Our Lord finds our desires not too strong, but too weak. We are half-hearted creatures,
fooling about with drink and sex and ambition, when infinite joy is offered to us, like an
ignorant child who wants to go on making mud pies in the slum because he cannot imagine
what is meant by the offer of a holiday at the sea. We are far too easily pleased.
Men have pursued joy in every avenue imaginable. Some have successfully found it while
others have not. Perhaps it would be easier to describe where joy cannot be found:
Not in Unbelief -- Voltaire was an infidel of the most pronounced type. He wrote:
"I wish I had never been born."
Not in Pleasure -- Lord Byron lived a life of pleasure if anyone did. He wrote: "The
worm, the canker, and grief are mine alone."
Not in Money -- Jay Gould, the American millionaire, had plenty of that. When dying, he
said: "I suppose I am the most miserable man on earth."
Not in Position and Fame -- Lord Beaconsfield enjoyed more than his share of both. He
wrote: "Youth is a mistake; manhood a struggle; old age a regret."
Not in Military Glory -- Alexander the Great conquered the known world in his day. Having
done so, he wept in his tent, before he said, "There are no more worlds to
Where then is real joy found? -- the answer is simple, in Christ alone.
The Bible Friend, Turning Point, May, 1993.
Author Leo Buscaglia tells this story about his mother and their "misery
dinner." It was the night after his father came home and said it looked as if he
would have to go into bankruptcy because his partner had absconded with their firm's
funds. His mother went out and sold some jewelry to buy food for a sumptuous feast. Other
members of the family scolded her for it. But she told them that "the time for joy is
now, when we need it most, not next week." Her courageous act rallied the family.
Christopher News Notes, August, 1993.
This is the true joy in life, the being used for a purpose recognized by yourself as a
mighty one: the being thoroughly worn out before you are thrown on the scrap heap, and
being a force of nature instead of a feverish selfish little clod of ailments and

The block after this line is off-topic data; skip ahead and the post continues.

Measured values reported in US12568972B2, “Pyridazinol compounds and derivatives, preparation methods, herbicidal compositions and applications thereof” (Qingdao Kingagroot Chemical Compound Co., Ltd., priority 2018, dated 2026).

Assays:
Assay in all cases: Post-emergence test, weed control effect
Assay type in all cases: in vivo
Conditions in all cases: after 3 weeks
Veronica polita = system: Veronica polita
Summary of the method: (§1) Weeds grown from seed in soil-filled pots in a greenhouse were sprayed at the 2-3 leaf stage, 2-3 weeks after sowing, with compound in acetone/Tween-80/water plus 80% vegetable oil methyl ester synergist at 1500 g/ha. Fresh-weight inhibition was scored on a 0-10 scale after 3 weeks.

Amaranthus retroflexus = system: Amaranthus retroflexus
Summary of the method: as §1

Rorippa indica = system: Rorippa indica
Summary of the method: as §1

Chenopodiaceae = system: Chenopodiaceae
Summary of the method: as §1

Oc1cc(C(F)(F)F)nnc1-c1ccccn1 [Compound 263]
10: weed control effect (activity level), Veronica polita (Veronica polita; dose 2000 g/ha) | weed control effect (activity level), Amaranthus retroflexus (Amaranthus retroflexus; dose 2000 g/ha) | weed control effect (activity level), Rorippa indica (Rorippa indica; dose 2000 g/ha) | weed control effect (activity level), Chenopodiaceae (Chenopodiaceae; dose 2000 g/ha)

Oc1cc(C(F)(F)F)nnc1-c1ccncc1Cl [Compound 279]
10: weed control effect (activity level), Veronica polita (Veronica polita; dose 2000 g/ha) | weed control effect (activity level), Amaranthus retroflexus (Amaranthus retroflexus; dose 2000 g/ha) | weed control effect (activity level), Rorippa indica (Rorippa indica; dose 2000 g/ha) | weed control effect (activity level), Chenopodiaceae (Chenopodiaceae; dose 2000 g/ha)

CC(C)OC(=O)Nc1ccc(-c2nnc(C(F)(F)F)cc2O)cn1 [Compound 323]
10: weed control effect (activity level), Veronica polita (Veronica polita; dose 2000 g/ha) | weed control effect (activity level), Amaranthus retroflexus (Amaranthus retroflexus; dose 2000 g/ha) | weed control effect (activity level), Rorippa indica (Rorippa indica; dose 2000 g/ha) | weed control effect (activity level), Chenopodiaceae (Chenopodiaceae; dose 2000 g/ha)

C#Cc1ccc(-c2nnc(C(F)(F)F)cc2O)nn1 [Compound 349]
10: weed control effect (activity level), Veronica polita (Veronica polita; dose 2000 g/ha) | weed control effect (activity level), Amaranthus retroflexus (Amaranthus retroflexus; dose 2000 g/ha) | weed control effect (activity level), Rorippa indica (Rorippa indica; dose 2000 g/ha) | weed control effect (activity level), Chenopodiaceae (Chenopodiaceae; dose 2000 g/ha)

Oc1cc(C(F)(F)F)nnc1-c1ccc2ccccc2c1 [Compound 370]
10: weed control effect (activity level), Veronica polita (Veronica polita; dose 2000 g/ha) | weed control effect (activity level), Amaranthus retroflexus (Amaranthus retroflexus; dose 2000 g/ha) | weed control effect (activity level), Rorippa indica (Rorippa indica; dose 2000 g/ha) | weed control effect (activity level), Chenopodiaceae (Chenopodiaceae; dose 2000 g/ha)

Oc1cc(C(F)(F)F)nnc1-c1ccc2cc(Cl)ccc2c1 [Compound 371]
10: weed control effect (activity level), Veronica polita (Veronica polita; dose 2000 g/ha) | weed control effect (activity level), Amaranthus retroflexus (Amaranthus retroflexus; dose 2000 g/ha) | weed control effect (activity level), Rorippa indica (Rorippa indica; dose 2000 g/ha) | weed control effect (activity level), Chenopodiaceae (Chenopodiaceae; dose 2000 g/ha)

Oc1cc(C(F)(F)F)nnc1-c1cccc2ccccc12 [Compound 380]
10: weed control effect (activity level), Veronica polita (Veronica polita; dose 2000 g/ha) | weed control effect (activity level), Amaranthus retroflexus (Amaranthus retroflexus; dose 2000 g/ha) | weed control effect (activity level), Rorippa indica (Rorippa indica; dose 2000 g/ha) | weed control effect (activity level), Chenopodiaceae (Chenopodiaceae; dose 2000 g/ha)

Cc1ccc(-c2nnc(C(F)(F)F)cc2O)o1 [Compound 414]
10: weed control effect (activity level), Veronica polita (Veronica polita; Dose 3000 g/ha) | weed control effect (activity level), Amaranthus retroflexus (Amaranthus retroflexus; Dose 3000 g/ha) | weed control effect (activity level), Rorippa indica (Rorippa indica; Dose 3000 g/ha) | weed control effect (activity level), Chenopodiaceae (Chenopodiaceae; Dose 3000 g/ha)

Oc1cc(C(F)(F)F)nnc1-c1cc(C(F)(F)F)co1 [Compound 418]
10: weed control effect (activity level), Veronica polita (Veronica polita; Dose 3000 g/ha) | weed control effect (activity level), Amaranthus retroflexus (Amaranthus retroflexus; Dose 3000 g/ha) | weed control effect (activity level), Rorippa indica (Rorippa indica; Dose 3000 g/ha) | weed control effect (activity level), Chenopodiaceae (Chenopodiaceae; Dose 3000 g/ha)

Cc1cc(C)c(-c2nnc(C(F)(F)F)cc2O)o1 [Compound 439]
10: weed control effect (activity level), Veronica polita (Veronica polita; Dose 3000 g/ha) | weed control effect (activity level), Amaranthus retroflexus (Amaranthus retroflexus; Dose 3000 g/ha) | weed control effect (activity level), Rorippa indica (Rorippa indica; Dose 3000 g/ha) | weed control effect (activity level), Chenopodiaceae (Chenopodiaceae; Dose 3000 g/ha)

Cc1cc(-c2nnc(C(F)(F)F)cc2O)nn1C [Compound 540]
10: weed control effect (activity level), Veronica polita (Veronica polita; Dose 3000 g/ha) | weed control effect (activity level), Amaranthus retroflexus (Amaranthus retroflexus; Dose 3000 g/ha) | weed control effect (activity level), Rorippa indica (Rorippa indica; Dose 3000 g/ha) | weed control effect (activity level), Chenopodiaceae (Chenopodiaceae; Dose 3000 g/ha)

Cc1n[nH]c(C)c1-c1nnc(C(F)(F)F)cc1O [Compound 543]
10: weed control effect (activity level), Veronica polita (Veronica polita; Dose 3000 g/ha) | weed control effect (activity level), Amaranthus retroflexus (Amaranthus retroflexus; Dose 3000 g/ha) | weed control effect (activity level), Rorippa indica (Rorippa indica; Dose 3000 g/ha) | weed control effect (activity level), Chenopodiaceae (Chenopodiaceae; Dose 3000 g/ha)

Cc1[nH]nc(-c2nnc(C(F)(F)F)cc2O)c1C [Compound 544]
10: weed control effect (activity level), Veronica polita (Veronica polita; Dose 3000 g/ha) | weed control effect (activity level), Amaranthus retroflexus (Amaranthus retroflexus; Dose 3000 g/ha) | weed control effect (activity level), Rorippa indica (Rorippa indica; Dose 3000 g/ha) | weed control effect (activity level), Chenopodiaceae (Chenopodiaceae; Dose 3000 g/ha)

grievances, complaining that the world will not devote itself to making you happy.
George Bernard Shaw quoted in: Jon Johnston, Courage - You Can
Stand Strong in the Face of Fear, SP Publications, 1990, p. 171.
A conference at a Presbyterian church in Omaha. People were given helium filled
balloons and told to release them at some point in the service when they felt like
expressing the joy in their hearts. Since they were Presbyterians, they weren't free to
say "Hallelujah, Praise the Lord." All through the service balloons ascended,
but when it was over 1/3 of the balloons were unreleased. Let your balloon go.
Bruce Larson, Luke, p. 43.
Oliver Wendell Holmes, Jr., was a member of the U.S. Supreme Court for 30 years. His
mind, wit and work earned him the unofficial title of "the greatest justice since
John Marshall." At one point in his life, Justice Holmes explained his choice of a
career by saying: "I might have entered the ministry if certain clergymen I knew had
not looked and acted so much like undertakers."
Today In The Word, June, 1988, p. 13.
As a third-century man was anticipating death, he penned these last words to a friend:
"It's a bad world, an incredibly bad world. But I have discovered in the midst of it
a quiet and holy people who have learned a great secret. They have found a joy which is a
thousand times better than any pleasure of our sinful life. They are despised and
persecuted, but they care not. They are masters of their souls. They have overcome the
world. These people are the Christians--and I am one of them."
Today In The Word, June, 1988, p. 18.
Joy is the byproduct of obedience.